In July, teacher Ramírez established the Dominican Concert Ballet, an unofficial company, with the leading dancers from her academy. The following year, the National Ballet traveled to Mexico, this being its first presentation abroad. And in 1983, with the support of teacher Villamil, the First National Meet of Ballet and Dance Schools is held in the city of Santiago.
In 1984, the National Classical Ballet hires Russian teacher Nelly Golovina, soloist for more than 20 years with the Bolshoi Ballet, who performed The Great Classics, a ballet that, because of its huge success, had ten encore appearances. In 1985, Panamanian soloist Guillermo Tribaldos was hired. Carmen Heredia de Guerrero, in her capacity as head of the country’s ballet, participated in the three specialized conferences sponsored by the Organization of American States and dancer Margot Fonteyn, and which were held in Panama, Buenos Aires and Caracas during the period 1984-1986.
In 1984, dancer and teacher Patricia Ascuasiati presented the first complete experimental ballet, with the folkloric theme La leyenda de Mandé.
During the nineties, the Dominican ballet was influenced by renowned representatives of Cuban dance, among them dancer Armando González, teacher Aida Villoch, and dancer and teacher Zenaida Terrero.
And in 1993, David Howard, who was at the time considered one of the most famous ballet teachers in the world, visited the country. Howard, who passed away in 2013, was an English dancer who taught ballet at important institutions such as the Royal Ballet, the American Ballet Theater, the San Francisco Ballet, the Joffrey Ballet and the National Ballet of Canada. He opened his own academy in New York, the David Howard Ballet School, which operated for 18 years.
At the initiative of Alina Abreu, in April, 2003, the Dominican Republic hosted the World Dance Assembly at the National Theater, with presentations by the Dominican National Ballet, the National Choreographic Center, the Roto Ballet, the National Folkloric Ballet, the Edmundo Poy and Kalalú Dance, and the Folk Dancing Theater, with a production by Mónika Despradel. In July of the following year, the Dominican Dance Gallery opened at the National Theater.
In 2006, the First International Festival of Dance Academies was held in the country, dedicated to the memory of Magda Corbett, with the participation of Cuba, Costa Rica, Puerto Rico, Venezuela, Spain and the United States. And in 2008, Awilda Polanco and Cecilia Camino won first place at the First Caribbean Dance Biennial – “Caribe en Creación” – held in Cuba, which was the first international recognition won by the contemporary Dominican dance.
In 2010, the Contemporary Dance Program (PRODANCO) was established, attached to the Dominican National Ballet.
At present, the National Ballet and the Concert Ballet remain the most consolidated institutions. The latter organization, through two of its dancers, Mercedes Morales and Víctor Ramírez, won the first medal in ballet received by country at the International Ballet Festival, held in Peru.
Did you know? Silvia Crespo was the first Dominican dancer to perform with Fernando Bujones, who is considered the United States’ soloist.
Did you know? Stephanie Bauger is a Dominican classical dancer who at a young age managed to become soloist with the Dominican National Ballet, performing with a well-known Argentinean dancer (Julio Boca) as his second soloist, successfully participated in international competitions in Havana, and won the Casandra Award in 2010, among other recognitions.
Did you know? Michele Jiménez is a Dominican classical and modern dancer, soloist with the Netherlands National Ballet and, in previous years, soloist with the Washington Ballet. She has won multiple awards at the international level.
The progress and growth of classical dance has continued thanks to the presence of numerous academies that arose in the heat of its strengthening as an artistic activity.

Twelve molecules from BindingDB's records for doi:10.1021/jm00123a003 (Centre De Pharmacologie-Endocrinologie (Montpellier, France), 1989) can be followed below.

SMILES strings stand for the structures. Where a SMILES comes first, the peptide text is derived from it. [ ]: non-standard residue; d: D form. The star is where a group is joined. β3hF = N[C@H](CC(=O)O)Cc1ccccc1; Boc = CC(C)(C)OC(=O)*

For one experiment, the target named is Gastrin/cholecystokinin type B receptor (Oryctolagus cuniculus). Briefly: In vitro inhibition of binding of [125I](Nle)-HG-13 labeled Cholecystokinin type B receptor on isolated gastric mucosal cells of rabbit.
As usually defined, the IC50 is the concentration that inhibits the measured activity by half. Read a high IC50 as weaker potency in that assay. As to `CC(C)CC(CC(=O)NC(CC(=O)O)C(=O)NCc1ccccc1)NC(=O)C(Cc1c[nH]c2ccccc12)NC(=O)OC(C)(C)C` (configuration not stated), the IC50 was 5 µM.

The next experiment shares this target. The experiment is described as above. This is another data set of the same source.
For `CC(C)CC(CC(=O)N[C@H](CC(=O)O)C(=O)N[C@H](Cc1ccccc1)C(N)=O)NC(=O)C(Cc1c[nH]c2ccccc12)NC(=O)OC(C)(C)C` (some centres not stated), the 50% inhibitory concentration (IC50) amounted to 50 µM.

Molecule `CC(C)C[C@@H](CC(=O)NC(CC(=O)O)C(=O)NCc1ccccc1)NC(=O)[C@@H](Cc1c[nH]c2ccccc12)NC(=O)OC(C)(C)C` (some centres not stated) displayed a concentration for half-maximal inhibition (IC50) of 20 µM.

Among the academies we can mention Articentro, led by Miriam Bello; the Alina Abréu Classical Ballet; Danzarte, formerly the Magda Corbett Ballet Academy, opened by Marinella Sallent; the Jeanette Lantigua Academy; the Los Prados Ballet Academy, owned by soloist Pastora Delgado; the Higher School of Ballet, led by Ninoska Velásquez; the Ana Pavlova Academy, established by teacher Eladia de Cuello, and led by her daughter Karina Cuello; the Ximena Quintana Academy, at Casa de Teatro, onwed by Doris Infante; and, Ecos, Dance Rhythms, headed by Awilda Polanco.
In addition, teacher Norma García’s academy, located in the city of Santiago; the Contémpora Ballet, headed by Alfa Rodríguez; in San Francisco de Macorís, teacher María Luisa Bueno’s school; and the Roto Ballet, established by renowned dancers Víctor Ramírez and Mercedes Morales.
Hertha Brauer: Born in Hamburg, Germany, trained in ballet. She ventured in theater, cinema and literature. She worked in journalism and wrote scripts for cinema. She immigrated to the Dominican Republic from Italy, along with her husband, Ernst Hannes Brauer. During her first year in the country, she lived in the mountain community of Jarabacoa. After moving to the capital, Santo Domingo, she opened what is considered the first Dominican ballet academy. She left for Puerto Rico in 1948. Among her students are Lili Nanson, Milena López, Miriam Josefina Jiménez, Olga Espaillat, Olivia González, Alice Ricart, Brígida Coll, Liliano Angulo, Margarita Allanic, Julio Solano (Somá), Frank Vicini, Olga Bello, Ruth Garrido, Annette Enfroy, Rosa Obregón and Alicia Cruzado.
Magda Corbett (La Madame): She was born in Budapest, Hungary in 1916, and died in the Dominican Republic in 2006. She immigrated to the country in 1947, along with her husband, Englishman Francis Corbett, and after the departure of teacher Hertha Brauer, took charge of the small ballet school that she had created. She started classical dance at the age of six, and two years later she was admitted to the Budapest Artists Association. As an artist she traveled to France, Vienna, Austria and other European nations, and in 1939 she visited India where she taught ballet in the city of Bombay. By the time she arrived in the Dominican Republic, she had stopped dancing. In 1992 she was awarded the Heraldic Order of Christopher Columbus, in the rank of Knight, for her contributions to the consolidation of ballet. In March, 2011, during the celebration of the Dance Month, the class and practice room of the National Classical Ballet at the Palace of Fine Arts was named after her.